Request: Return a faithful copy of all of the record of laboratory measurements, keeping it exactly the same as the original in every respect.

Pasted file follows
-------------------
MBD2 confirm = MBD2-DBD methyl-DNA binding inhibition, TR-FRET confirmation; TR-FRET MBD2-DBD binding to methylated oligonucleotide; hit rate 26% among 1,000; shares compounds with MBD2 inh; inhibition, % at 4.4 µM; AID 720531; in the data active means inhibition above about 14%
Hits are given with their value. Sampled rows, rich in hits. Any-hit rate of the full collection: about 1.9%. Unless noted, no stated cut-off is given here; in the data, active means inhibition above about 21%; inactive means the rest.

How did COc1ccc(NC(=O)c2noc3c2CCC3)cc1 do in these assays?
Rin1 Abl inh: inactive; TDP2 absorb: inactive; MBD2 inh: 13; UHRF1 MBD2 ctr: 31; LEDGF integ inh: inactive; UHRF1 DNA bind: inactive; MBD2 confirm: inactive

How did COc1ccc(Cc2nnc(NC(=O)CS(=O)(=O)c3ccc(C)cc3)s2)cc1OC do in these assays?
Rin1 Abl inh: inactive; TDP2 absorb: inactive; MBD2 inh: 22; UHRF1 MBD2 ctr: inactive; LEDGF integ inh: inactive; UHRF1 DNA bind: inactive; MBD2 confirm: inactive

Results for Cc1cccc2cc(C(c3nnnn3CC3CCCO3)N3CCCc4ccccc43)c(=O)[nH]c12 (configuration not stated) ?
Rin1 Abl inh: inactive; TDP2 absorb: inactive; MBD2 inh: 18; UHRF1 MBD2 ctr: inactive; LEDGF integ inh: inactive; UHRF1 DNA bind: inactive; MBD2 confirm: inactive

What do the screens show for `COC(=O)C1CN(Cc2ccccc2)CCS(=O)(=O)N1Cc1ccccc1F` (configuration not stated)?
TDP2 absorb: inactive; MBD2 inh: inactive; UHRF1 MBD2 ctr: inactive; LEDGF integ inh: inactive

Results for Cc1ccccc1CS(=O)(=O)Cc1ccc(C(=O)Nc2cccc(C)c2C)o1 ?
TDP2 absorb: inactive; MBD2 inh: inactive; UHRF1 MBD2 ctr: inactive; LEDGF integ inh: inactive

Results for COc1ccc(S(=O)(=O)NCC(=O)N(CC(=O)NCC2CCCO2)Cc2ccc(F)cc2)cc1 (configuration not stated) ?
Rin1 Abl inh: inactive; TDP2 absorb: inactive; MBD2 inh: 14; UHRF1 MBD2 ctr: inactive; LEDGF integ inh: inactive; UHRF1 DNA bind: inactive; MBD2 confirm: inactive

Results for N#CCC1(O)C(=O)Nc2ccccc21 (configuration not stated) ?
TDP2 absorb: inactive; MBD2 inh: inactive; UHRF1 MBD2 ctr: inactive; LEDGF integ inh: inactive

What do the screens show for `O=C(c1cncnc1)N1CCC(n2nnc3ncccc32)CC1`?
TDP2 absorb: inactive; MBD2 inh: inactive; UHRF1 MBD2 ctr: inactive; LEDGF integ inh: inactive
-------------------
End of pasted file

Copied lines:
MBD2 confirm = MBD2-DBD methyl-DNA binding inhibition, TR-FRET confirmation; TR-FRET MBD2-DBD binding to methylated oligonucleotide; hit rate 26% among 1,000; shares compounds with MBD2 inh; inhibition, % at 4.4 µM; AID 720531; in the data active means inhibition above about 14%
Hits are given with their value. Sampled rows, rich in hits. Any-hit rate of the full collection: about 1.9%. Unless noted, no stated cut-off is given here; in the data, active means inhibition above about 21%; inactive means the rest.

How did COc1ccc(NC(=O)c2noc3c2CCC3)cc1 do in these assays?
Rin1 Abl inh: inactive; TDP2 absorb: inactive; MBD2 inh: 13; UHRF1 MBD2 ctr: 31; LEDGF integ inh: inactive; UHRF1 DNA bind: inactive; MBD2 confirm: inactive

How did COc1ccc(Cc2nnc(NC(=O)CS(=O)(=O)c3ccc(C)cc3)s2)cc1OC do in these assays?
Rin1 Abl inh: inactive; TDP2 absorb: inactive; MBD2 inh: 22; UHRF1 MBD2 ctr: inactive; LEDGF integ inh: inactive; UHRF1 DNA bind: inactive; MBD2 confirm: inactive

Results for Cc1cccc2cc(C(c3nnnn3CC3CCCO3)N3CCCc4ccccc43)c(=O)[nH]c12 (configuration not stated) ?
Rin1 Abl inh: inactive; TDP2 absorb: inactive; MBD2 inh: 18; UHRF1 MBD2 ctr: inactive; LEDGF integ inh: inactive; UHRF1 DNA bind: inactive; MBD2 confirm: inactive

What do the screens show for `COC(=O)C1CN(Cc2ccccc2)CCS(=O)(=O)N1Cc1ccccc1F` (configuration not stated)?
TDP2 absorb: inactive; MBD2 inh: inactive; UHRF1 MBD2 ctr: inactive; LEDGF integ inh: inactive

Results for Cc1ccccc1CS(=O)(=O)Cc1ccc(C(=O)Nc2cccc(C)c2C)o1 ?
TDP2 absorb: inactive; MBD2 inh: inactive; UHRF1 MBD2 ctr: inactive; LEDGF integ inh: inactive

Results for COc1ccc(S(=O)(=O)NCC(=O)N(CC(=O)NCC2CCCO2)Cc2ccc(F)cc2)cc1 (configuration not stated) ?
Rin1 Abl inh: inactive; TDP2 absorb: inactive; MBD2 inh: 14; UHRF1 MBD2 ctr: inactive; LEDGF integ inh: inactive; UHRF1 DNA bind: inactive; MBD2 confirm: inactive

Results for N#CCC1(O)C(=O)Nc2ccccc21 (configuration not stated) ?
TDP2 absorb: inactive; MBD2 inh: inactive; UHRF1 MBD2 ctr: inactive; LEDGF integ inh: inactive

What do the screens show for `O=C(c1cncnc1)N1CCC(n2nnc3ncccc32)CC1`?
TDP2 absorb: inactive; MBD2 inh: inactive; UHRF1 MBD2 ctr: inactive; LEDGF integ inh: inactive